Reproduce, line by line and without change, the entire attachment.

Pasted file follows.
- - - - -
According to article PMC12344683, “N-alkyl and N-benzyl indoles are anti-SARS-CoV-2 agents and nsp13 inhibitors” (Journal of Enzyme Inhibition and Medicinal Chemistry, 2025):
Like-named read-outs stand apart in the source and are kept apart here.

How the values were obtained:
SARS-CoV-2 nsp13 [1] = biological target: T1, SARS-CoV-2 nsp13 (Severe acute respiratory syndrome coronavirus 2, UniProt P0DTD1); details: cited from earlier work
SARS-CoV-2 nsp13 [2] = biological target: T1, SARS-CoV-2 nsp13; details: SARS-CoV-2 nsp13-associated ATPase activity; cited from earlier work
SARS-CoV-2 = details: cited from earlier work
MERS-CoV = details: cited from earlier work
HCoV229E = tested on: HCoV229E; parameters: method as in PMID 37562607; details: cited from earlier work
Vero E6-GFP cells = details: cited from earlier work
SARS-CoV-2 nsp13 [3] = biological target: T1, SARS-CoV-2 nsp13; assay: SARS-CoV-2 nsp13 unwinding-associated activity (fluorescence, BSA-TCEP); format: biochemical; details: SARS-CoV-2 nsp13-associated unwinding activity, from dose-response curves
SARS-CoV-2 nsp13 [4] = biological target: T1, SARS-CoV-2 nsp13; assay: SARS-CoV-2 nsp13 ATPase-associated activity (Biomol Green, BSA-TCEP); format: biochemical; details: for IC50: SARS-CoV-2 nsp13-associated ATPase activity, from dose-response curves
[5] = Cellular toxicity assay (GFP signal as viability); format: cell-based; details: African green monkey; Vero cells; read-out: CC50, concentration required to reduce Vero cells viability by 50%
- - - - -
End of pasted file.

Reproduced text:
According to article PMC12344683, “N-alkyl and N-benzyl indoles are anti-SARS-CoV-2 agents and nsp13 inhibitors” (Journal of Enzyme Inhibition and Medicinal Chemistry, 2025):
Like-named read-outs stand apart in the source and are kept apart here.

How the values were obtained:
SARS-CoV-2 nsp13 [1] = biological target: T1, SARS-CoV-2 nsp13 (Severe acute respiratory syndrome coronavirus 2, UniProt P0DTD1); details: cited from earlier work
SARS-CoV-2 nsp13 [2] = biological target: T1, SARS-CoV-2 nsp13; details: SARS-CoV-2 nsp13-associated ATPase activity; cited from earlier work
SARS-CoV-2 = details: cited from earlier work
MERS-CoV = details: cited from earlier work
HCoV229E = tested on: HCoV229E; parameters: method as in PMID 37562607; details: cited from earlier work
Vero E6-GFP cells = details: cited from earlier work
SARS-CoV-2 nsp13 [3] = biological target: T1, SARS-CoV-2 nsp13; assay: SARS-CoV-2 nsp13 unwinding-associated activity (fluorescence, BSA-TCEP); format: biochemical; details: SARS-CoV-2 nsp13-associated unwinding activity, from dose-response curves
SARS-CoV-2 nsp13 [4] = biological target: T1, SARS-CoV-2 nsp13; assay: SARS-CoV-2 nsp13 ATPase-associated activity (Biomol Green, BSA-TCEP); format: biochemical; details: for IC50: SARS-CoV-2 nsp13-associated ATPase activity, from dose-response curves
[5] = Cellular toxicity assay (GFP signal as viability); format: cell-based; details: African green monkey; Vero cells; read-out: CC50, concentration required to reduce Vero cells viability by 50%